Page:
Bill description: HB 9 is a substantial rewrite of the Medical Practice Act, which regulates the practice of physicians and physician assistants in the state.
HB 9 is a substantial rewrite of the Medical Practice Act, reducing its length by 17 percent. While doing so, HB 9 would make regulations concerning physician assistants clearer, as references to PAs have been placed haphazardly throughout the act, making it unclear in places what regulations apply to these professionals.
Does it transfer a function of the private sector to the government? Examples include government ownership or control of any providers of goods or services such as the Land Board's purchase of a self-storage facility, mandatory emissions testing, or pre-kindergarten. Conversely, does it eliminate a function of government or return a function of government to the private sector?
Currently, the board has the authority to “determine and limit the scope of activities of each physician assistant” based upon their education (page 13, line 20). Not only would this be a substantial undertaking if the board were to complete this for every physician assistant licensed in the state, this is a role the supervising physician could perform more effectively. Each supervising physician has greater first-hand knowledge of the capabilities, training, and education of their assistants, and can allow them to practice within the full scope of their capacity.
HB 9 would take the board out of the supervisory role for physician assistants and return this role to the supervising physicians.
Does it give government any new, additional, or expanded power to prohibit, restrict, or regulate activities in the free market? Conversely, does it eliminate or reduce government intervention in the market?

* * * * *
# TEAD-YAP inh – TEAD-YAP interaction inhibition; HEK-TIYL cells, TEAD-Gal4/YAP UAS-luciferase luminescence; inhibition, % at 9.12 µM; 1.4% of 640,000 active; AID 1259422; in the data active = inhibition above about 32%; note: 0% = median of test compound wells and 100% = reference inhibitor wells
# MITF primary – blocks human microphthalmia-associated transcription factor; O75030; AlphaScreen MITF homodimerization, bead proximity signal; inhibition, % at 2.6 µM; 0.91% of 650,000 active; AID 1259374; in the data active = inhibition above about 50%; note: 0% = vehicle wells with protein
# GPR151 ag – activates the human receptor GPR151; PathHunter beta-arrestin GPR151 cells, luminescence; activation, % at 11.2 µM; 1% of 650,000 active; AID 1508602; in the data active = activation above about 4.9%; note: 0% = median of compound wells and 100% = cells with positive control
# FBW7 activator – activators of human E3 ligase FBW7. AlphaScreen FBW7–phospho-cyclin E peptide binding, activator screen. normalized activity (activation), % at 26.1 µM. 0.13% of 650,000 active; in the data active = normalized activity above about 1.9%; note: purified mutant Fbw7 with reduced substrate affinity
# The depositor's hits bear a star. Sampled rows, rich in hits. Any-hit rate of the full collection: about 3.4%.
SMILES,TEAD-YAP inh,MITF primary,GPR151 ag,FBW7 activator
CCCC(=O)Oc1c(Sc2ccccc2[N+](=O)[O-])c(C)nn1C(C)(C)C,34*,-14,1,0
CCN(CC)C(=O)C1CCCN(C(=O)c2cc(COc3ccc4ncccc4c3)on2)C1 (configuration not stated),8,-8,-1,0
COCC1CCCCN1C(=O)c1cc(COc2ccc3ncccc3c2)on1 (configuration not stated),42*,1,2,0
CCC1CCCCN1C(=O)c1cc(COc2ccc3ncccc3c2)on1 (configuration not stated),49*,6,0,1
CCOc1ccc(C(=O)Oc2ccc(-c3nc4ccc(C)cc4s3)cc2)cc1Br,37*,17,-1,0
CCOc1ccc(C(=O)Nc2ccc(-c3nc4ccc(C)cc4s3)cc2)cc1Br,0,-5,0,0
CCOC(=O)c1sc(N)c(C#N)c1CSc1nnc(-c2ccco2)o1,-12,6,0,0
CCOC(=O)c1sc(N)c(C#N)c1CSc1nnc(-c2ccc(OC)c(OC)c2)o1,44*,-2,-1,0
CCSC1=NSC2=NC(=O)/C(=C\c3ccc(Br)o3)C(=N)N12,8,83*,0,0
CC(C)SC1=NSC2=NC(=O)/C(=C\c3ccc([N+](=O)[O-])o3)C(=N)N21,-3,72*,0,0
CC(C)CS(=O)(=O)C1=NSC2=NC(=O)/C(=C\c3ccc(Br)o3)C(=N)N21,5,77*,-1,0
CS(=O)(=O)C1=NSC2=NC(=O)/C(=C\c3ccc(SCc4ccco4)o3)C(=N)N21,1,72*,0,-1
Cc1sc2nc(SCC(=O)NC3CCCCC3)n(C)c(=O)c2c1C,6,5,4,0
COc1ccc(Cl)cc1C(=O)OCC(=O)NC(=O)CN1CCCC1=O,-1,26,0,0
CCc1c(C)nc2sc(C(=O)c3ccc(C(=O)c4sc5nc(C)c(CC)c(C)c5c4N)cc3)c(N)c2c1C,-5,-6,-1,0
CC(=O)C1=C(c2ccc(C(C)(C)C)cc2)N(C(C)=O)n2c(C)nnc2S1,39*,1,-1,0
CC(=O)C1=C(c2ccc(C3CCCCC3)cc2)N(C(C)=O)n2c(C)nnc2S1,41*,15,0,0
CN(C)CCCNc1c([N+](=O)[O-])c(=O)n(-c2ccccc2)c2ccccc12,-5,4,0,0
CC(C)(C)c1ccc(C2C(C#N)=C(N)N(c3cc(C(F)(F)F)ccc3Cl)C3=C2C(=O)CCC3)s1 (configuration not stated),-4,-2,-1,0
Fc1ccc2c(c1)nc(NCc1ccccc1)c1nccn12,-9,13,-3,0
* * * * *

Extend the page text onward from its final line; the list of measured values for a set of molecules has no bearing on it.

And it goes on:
HB 9 would prohibit individuals from utilizing the title of “physician assistant,” or the abbreviated “P.A.” unless they are licensed under the terms of the Medical Practice Act (page 5, line 50). Any individual who uses those titles or otherwise tells the public they are licensed would be subject to a $3,000 fine and up to one year in prison.
Does it increase barriers to entry into the market? Examples include occupational licensure, the minimum wage, and restrictions on home businesses. Conversely, does it remove barriers to entry into the market?
HB 9 would eliminate a barrier to entry into the medical profession for individuals who have applied but fail a portion of the medical examination required to receive their license (page 16, line 36). Currently, a person who fails any part of the three-part examination two times is required to wait at least one year before taking the examination again and complete an additional course of study in the interim.
HB 9 would specify that an applicant must fail the same step of the three-step examination twice, rather than any portion twice. An applicant who fails the same portion twice could be asked to meet with the board to provide further information.
However, HB 9 would also specify that an applicant who has been disciplined by a medical licensing board, professional organization, medical school, hospital, or other group would not be eligible to receive “licensure by endorsement.” Licensure by endorsement is a fast-track approach to licensure. By prohibiting any individuals who have a disciplinary action filed against them, whether “past, pending, or confidential,” HB 9 could make it harder for them to obtain a license through this avenue.
Currently, a person who is convicted of or pleads guilty to a felony or a crime of moral turpitude can face disciple by the state board. HB 9 would eliminate the reference to crimes of “moral turpitude” (page 18, line 47). Moral turpitude is a vague legal term, defined by a leading legal dictionary as “conduct that is contrary to justice, honesty, or morality.”
By pulling out this vague terminology, HB 9 would protect licensees from overbroad disciplinary procedures.
HB 9 would add to the list of actions which can lead to disciplinary procedures “unprofessional or disruptive behavior or interaction in a health care setting” (page 20, lines 17-21). This vague term could be misused against a licensee.
HB 9 would prohibit licensees from delegating professional responsibilities to either unlicensed individuals or individuals who are not fully trained. The licensee who does delegate these responsibilities could be disciplined by the state board for their actions. This possibility would obligate licensees to track the education and capabilities of employees and others.